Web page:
By Phyllis Irene Radford
Warning, this blog is photo heavy.
I recently encountered an individual who shuddered and shook his head at a middle-aged woman at a tourist attraction who had green streaks in her hair and had gelled it into spikes. She was also wearing layers of floating black that looked tattered when the wind caught her draperies. The man said, “It isn’t Halloween yet.”
Why is it that costumes for adults are reserved for Halloween only? Some people like reinventing themselves on a daily basis. Some people aren’t afraid to broadcast who they really are deep down inside. The gentleman mentioned above, I suspect, fears stepping outside convention. I know people like that. Color coordination in proper combinations, hems at a precise length, necklines revealing only a certain amount of cleavage… boring to the point of invisibility.
The Red Hat Society was founded by women who needed to step beyond the conventions that make them invisible after a certain age. Once we reach fifty, who cares if we combine red and purple? Who cares if we go out and have fun and attract attention? What do we have to lose?
Why are we so afraid of being judged by strangers that we embrace invisibility?
But then the Society got organized. The minute they command that one must wear purple clothing and sport red hats (the gaudier the better), the command makes them part of the establishment we are rebelling against.
We do wear costumes throughout our life but we mask them as uniforms. Look at policemen, firefighters, nurses, and priests to name a few. Even the postalworkers have uniforms. Then there are special events. We wear specific robes at graduation.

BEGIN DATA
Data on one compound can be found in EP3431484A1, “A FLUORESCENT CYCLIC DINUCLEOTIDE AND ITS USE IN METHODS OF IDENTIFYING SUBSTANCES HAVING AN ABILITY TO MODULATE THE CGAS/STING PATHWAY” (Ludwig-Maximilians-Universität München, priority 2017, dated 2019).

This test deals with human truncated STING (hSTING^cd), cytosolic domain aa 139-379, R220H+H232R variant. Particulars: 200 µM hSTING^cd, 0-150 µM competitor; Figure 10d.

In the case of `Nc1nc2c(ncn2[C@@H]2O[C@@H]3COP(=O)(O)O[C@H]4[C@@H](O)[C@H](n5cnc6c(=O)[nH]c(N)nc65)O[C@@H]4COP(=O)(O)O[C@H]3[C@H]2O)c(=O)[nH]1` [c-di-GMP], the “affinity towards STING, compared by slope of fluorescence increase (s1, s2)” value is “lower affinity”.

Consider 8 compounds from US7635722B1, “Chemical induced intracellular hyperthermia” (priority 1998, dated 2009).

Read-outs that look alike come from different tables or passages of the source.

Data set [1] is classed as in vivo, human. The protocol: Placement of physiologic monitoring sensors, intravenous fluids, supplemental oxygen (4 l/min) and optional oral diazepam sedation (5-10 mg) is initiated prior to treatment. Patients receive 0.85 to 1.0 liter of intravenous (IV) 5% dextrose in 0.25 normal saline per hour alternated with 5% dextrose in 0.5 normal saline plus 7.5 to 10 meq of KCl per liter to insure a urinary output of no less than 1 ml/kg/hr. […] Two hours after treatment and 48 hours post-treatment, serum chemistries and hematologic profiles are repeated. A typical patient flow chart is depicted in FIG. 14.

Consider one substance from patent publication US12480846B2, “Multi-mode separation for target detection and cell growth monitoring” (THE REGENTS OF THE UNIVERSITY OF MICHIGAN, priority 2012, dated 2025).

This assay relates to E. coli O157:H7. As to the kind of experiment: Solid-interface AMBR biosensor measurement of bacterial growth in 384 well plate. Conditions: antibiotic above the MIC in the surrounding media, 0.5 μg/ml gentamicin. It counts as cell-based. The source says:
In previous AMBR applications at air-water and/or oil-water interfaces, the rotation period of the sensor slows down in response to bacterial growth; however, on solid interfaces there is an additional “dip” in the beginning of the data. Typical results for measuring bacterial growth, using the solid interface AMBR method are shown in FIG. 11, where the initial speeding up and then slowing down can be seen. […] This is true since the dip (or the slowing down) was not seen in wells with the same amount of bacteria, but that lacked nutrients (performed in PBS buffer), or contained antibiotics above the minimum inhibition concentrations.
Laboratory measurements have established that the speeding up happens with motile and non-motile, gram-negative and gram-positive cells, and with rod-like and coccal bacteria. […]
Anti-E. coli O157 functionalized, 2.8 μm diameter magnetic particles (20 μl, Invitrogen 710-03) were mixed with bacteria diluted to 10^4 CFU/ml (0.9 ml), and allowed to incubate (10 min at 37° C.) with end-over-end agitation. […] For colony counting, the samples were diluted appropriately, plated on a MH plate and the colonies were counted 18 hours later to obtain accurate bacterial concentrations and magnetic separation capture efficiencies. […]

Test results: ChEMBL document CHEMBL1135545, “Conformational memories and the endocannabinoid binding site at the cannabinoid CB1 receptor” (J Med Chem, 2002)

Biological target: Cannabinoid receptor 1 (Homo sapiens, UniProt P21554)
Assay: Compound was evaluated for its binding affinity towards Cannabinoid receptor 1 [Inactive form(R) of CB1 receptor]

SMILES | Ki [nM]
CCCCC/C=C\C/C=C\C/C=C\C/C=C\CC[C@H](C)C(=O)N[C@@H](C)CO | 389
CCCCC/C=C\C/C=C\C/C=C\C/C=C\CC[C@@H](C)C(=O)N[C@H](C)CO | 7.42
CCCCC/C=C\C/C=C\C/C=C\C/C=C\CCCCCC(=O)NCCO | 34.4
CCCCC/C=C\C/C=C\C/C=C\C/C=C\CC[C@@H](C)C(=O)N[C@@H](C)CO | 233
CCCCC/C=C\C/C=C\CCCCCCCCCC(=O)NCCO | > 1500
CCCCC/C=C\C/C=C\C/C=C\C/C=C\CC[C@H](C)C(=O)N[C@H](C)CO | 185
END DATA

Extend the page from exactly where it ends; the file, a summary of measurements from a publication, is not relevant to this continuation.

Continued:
I worked at an historical house museum and wore costumes as part of my job. Here I am standing beside the portrait of a distant side relation—William Clark of Lewis and Clark married a Radford. And I attended Lewis and Clark College. Small world.
The next spring my best friend and I were flower girls at the coronation ceremony for the Sea Fair Queen in Seattle. Dorothy Provine went on to act in some forgettable projects made memorable to me because I met her when she first got started.
So costumes are not just for children at ages when they try to figure out who they are and what their place in the world is. Costumes are not just for Halloween when we let loose our inner demons.
Costumes are a part of life. Celebrate life and explore your inner extrovert. Life is more than safe conventions and hiding in the shadows. *Remember the Twelfth Commandment: If you can’t hide it, flaunt it.
* The Eleventh is: Thou shalt not be found out. But it doesn’t apply here.